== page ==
Our Approach To Chores That Actually Works! www.theshortesttallman.com

Our Approach To Chores That Actually Works!

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Chores… can’t live with ‘em, can’t live without ‘em. We’ve tried a few different ways, but we just couldn’t get them to stick. Naturally, as a stay at home mom, the bulk of the cleaning gets done by me, but I had gotten myself into a rut where no one was pitching in in a systematic way, and it’s asking for trouble for so many reasons if I allow this to go on. As a mom, I know I have to get it together for my sanity and to teach my kids these important life skills. 

Personality-wise, I feel like I’m kind of in between being the creative/messy type and the organized/orderly type. I often get distracted by my creative endeavors which prohibits me from having a super clean house, but it makes me crazy when things get too messy, so I keep our home in decent shape. It’s all about balance, right?

((Finding momlife balance is a whole other blog post. Or blog itself!))

 

Our Approach To Chores That Actually Works! www.theshortesttallman.com

 

Back to the chores-

Maybe it’s counterintuitive, but I feel like having little kids has kept me from enlisting their help. That sounds stupid, right? But I just have always had a younger one that I had to do so much for, I have been in that mindset of just having to do it all, that I wasn’t great about making sure the older one(s) helped out in a systematic way. You know, other than when I go in our basement playroom and I blow a gasket and we drop everything to clean it back up again.

So I was simmering on all of that, I had done some googling of others’ suggestions, and I sat to make a list of things that should get done every night. I thought, ok, if I’m going to make this work, it has to be effective, efficient, and doable. 

I started off my list:

-wipe down the kitchen table;
-sweep the kitchen;
-clean up the TV room (our den);
-pickup the living room;
-… (etc.)

As I was comparing my list and trying to decide how to delegate which tasks to which child based on difficulty, I had a moment of clarity: these are all tasks they could easily do. My youngest is 4, 4 1/2 actually, so really he can handle any of these simple things. If they can all do each of these tasks… they should all know how to do each of them… we could rotate them! But I wanted to do it in a way that wouldn’t be a chore unto itself.

Got it! I grabbed some popsicle sticks and wrote job on the end of each one, put it in a cup, and voila- I have a very simple system for nightly chores that allow me to go to bed each night with a tidied up house where everyone pitches in. 

 

Our Approach To Chores That Actually Works! www.theshortesttallman.com

Bahahaha Had to use our old Dixie Stampede cup that we saved from before we even had kids! I know what you’re thinking, who would save such a silly thing, but I mean, come on, you can’t toss this ridiculous cup!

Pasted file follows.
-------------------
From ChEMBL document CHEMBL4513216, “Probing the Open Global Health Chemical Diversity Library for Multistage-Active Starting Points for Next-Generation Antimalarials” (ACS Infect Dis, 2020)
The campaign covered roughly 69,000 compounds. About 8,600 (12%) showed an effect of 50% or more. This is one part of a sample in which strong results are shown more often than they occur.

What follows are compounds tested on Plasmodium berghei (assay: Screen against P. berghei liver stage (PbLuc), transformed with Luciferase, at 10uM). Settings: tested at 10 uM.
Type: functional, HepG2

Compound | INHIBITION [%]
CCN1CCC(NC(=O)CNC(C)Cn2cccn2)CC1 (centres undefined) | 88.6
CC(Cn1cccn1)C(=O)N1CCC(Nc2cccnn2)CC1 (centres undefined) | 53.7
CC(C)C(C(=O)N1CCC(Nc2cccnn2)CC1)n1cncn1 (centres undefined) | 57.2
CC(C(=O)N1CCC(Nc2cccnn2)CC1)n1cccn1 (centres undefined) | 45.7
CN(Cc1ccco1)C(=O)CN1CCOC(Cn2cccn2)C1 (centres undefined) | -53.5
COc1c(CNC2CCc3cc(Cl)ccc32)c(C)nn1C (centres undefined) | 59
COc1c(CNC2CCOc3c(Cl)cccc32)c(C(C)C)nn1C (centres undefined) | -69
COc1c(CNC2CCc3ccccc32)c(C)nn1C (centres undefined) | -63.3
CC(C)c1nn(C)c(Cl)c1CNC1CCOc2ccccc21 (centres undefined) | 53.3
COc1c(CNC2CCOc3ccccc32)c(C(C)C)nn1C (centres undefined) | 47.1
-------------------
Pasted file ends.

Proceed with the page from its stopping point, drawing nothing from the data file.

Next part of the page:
Our Approach To Chores That Actually Works! www.theshortesttallman.com

Side view of this masterpiece of souvenirdom 🙂 Vintage 2007

How it works: every night at 7:30ish, each child picks 3 sticks (there’s 9 total), and -surprise!- those are their jobs for the night. The TV room gets the most messy, so when I was stuck on 8 sticks, I realized right away it made the most sense to just make 2 sticks “TV room.” Each child pitches in with 3 jobs, and the whole process is 10-15 minutes. When they finish a job, they put that stick back into the cup.

As you can see, my kitchen gets swept every night. My TV room gets vacuumed every night. And perhaps the most exciting, is the mud room gets vacuumed and tidied up every night- and NOT BY ME!!!!

Our Approach To Chores That Actually Works! www.theshortesttallman.com

Voilá!

Here is a breakdown of each stick:

TV room: pickup toys, put away items that don’t belong in the TV room, tidy up couch/throw blanket/throw pillows. This is the biggest job, so it’s worthy of being two sticks. 

Sweep: Sweep the kitchen/kitchen table area.

Table: Wipe down table with a washcloth, put anything away that doesn’t belong on it. 

Vacuum: Vacuum the TV room and adjacent mudroom. (Obviously can’t be done until the TV room sticks are done).

Mudroom: Tidy up coats and shoes, put in their homes.

Bathroom: Get a lysol wipe and wipe the counters/sinks in the kids’ bathroom only. Tidy counters. 

Electronics: Gather all the iPads, headphones, etc. and plug in to charge.

Living room: Tidy up our “formal” living room- reset pillows/blankets and put away anything that doesn’t live there.

The bathroom stick was something I found on a blog, and gosh darn it, I wish I had saved it because I want to give this blogger credit. She suggested that a young child can tidy up the bathroom by using a Lysol wipe and simply wiping the counters/sinks. I already do a full bathroom cleaning (a la cleanmama.net) every week (or every other week if I just don’t get to it), so this little nightly wiping of the counters has just transformed the kids’ bathroom into a much cleaner place. No toilets- I wouldn’t trust them with that- just wiping the counters/sinks. This super easy/obvious idea was a huge help! 

What do you do for chores? Do you feel like you have a good system working? I think the hard part is sticking to it, and so far so good with this little system in our house! Would love to hear about your system in the comments below!

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